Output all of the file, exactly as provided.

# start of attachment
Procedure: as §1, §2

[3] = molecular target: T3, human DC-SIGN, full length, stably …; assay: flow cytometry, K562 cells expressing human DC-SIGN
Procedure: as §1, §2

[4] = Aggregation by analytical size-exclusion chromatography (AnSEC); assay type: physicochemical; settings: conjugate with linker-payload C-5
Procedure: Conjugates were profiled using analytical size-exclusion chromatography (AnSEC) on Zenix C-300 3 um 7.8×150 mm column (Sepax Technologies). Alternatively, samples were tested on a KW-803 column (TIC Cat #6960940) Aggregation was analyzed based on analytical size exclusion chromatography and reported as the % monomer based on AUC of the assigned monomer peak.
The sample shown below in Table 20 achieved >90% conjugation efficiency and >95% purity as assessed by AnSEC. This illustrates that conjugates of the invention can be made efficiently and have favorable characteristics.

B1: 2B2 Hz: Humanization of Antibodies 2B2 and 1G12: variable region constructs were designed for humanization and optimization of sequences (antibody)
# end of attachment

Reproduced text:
Procedure: as §1, §2

[3] = molecular target: T3, human DC-SIGN, full length, stably …; assay: flow cytometry, K562 cells expressing human DC-SIGN
Procedure: as §1, §2

[4] = Aggregation by analytical size-exclusion chromatography (AnSEC); assay type: physicochemical; settings: conjugate with linker-payload C-5
Procedure: Conjugates were profiled using analytical size-exclusion chromatography (AnSEC) on Zenix C-300 3 um 7.8×150 mm column (Sepax Technologies). Alternatively, samples were tested on a KW-803 column (TIC Cat #6960940) Aggregation was analyzed based on analytical size exclusion chromatography and reported as the % monomer based on AUC of the assigned monomer peak.
The sample shown below in Table 20 achieved >90% conjugation efficiency and >95% purity as assessed by AnSEC. This illustrates that conjugates of the invention can be made efficiently and have favorable characteristics.

B1: 2B2 Hz: Humanization of Antibodies 2B2 and 1G12: variable region constructs were designed for humanization and optimization of sequences (antibody)